What leadership skill emerged in you during the crises of 2020 that you didn’t know you had?
Shawn Boynes, FASAE, CAE
Executive Director, American Association for Anatomy, Rockville, Maryland
Speaking my truth related to social justice issues and its impact on the organization. As a Black CEO, it can be tricky trying to navigate being authentic while not being labeled self-serving. The AAA Board of Directors made the decision to issue a statement against racism without my prompting as their leader. That made it easy to guide them through the process of crafting the statement and quickly issuing it to members and the broader public.
Chief Executive Officer, Angel Capital Association, Overland Park, Kansas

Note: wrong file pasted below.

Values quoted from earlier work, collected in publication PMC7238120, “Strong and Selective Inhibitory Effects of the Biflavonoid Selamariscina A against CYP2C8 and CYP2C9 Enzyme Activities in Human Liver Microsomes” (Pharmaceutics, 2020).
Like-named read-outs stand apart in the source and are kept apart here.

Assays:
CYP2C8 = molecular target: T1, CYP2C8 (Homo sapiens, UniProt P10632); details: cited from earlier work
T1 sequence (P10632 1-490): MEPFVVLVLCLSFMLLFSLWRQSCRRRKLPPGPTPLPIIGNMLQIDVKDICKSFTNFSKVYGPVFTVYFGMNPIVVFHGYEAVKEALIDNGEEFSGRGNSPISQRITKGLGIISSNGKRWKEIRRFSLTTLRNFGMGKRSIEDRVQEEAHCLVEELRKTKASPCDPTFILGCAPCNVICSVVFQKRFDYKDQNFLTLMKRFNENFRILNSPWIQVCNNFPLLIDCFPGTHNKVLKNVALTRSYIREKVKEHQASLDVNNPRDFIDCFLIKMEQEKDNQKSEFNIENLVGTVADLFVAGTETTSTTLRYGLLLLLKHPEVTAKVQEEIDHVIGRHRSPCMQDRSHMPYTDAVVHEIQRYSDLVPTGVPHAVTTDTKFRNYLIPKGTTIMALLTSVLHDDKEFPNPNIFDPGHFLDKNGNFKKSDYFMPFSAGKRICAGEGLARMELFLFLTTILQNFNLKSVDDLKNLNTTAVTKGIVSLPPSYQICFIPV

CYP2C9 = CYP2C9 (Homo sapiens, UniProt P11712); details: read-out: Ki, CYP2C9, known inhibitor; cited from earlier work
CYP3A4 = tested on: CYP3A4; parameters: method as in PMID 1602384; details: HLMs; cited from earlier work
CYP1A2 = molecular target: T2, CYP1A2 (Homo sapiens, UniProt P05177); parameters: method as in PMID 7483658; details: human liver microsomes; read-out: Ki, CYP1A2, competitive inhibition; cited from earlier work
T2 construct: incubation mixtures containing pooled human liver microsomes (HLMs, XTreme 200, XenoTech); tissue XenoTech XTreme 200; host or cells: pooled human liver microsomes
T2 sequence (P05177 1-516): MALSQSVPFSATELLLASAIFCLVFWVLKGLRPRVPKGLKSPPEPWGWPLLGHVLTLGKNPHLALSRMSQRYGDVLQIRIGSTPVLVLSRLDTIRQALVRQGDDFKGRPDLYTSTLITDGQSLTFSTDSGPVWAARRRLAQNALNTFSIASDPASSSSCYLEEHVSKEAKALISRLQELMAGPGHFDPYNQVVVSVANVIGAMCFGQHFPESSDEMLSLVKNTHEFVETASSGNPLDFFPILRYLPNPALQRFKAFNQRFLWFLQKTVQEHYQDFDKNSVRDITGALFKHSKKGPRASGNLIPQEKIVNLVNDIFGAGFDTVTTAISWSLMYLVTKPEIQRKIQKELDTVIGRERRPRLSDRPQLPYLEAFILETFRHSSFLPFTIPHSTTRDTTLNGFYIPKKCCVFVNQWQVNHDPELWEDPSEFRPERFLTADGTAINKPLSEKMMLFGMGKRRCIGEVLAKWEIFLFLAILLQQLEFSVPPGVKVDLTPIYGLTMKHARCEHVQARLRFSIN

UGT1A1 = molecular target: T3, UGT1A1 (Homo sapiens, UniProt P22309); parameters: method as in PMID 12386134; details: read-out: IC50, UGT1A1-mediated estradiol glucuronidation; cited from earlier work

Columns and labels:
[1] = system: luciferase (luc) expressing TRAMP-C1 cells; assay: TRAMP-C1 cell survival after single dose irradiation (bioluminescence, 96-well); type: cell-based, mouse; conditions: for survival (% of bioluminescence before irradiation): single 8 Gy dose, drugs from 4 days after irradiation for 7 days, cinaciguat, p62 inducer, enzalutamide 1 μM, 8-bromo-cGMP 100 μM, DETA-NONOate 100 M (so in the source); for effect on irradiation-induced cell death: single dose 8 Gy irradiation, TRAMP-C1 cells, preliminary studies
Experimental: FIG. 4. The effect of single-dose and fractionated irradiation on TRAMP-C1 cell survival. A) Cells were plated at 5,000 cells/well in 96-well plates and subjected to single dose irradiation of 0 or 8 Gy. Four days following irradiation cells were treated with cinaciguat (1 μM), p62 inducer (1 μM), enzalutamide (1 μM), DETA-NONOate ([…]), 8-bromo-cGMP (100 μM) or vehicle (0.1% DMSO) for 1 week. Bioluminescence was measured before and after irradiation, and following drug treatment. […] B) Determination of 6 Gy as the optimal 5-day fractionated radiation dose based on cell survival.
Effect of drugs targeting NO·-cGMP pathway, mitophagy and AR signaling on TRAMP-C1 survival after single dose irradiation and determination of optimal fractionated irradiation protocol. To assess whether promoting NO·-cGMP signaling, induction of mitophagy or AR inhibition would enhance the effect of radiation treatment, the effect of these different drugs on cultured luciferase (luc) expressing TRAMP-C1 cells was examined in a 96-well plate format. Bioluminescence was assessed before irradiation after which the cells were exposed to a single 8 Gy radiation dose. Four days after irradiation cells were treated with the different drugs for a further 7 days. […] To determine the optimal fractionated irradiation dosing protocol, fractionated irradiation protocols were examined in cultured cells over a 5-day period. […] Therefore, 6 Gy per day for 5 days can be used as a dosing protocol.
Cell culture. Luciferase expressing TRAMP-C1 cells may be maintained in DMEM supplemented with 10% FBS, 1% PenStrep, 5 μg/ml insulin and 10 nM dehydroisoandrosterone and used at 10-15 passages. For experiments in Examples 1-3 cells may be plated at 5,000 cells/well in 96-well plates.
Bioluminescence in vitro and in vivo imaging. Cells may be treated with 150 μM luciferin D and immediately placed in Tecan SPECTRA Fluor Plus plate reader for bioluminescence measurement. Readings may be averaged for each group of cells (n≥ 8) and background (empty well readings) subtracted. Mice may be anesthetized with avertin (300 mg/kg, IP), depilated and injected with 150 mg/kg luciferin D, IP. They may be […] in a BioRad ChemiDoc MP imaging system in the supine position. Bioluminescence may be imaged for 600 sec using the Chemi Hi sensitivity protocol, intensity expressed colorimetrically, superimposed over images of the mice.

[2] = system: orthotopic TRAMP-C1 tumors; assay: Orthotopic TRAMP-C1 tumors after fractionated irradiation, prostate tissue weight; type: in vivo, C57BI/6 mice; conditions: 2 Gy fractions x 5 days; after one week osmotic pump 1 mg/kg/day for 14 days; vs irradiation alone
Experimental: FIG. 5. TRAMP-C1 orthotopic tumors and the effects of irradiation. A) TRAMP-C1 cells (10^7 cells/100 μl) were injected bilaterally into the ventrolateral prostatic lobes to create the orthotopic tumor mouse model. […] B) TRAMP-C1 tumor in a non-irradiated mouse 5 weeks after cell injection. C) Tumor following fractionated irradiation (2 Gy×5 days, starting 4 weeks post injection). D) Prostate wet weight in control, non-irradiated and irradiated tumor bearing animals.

Diplomatic decisiveness to quickly gather facts, gain consensus from stakeholders, and drive toward immediate action before pain points could have an even greater negative impact on the future of the organization.
Executive Director, Family, Career, and Community Leaders of America, Reston, Virginia
I turned a lemon into some great lemonade. There was no closure for the class of 2020 and the 2020 national youth council, so we held a graduation celebration as part of a general session at our virtual conference. Youth were hosted at the Knoxville Convention Center to film their general sessions in person, which provided them some normalcy and some closure.
Stefanie Reeves, FASAE, CAE
Executive Director, Maryland Psychological Association, Columbia, Maryland
Resilience. No matter what you contend with as a CEO on a daily basis, nothing has prepared us for 2020. Having to not only pivot your association activities but also help your members pivot while trying to stay healthy and safe defies logic at times. It’s been difficult. Many long days and sleepless nights. But we manage to log on every day ready to face the challenges ahead.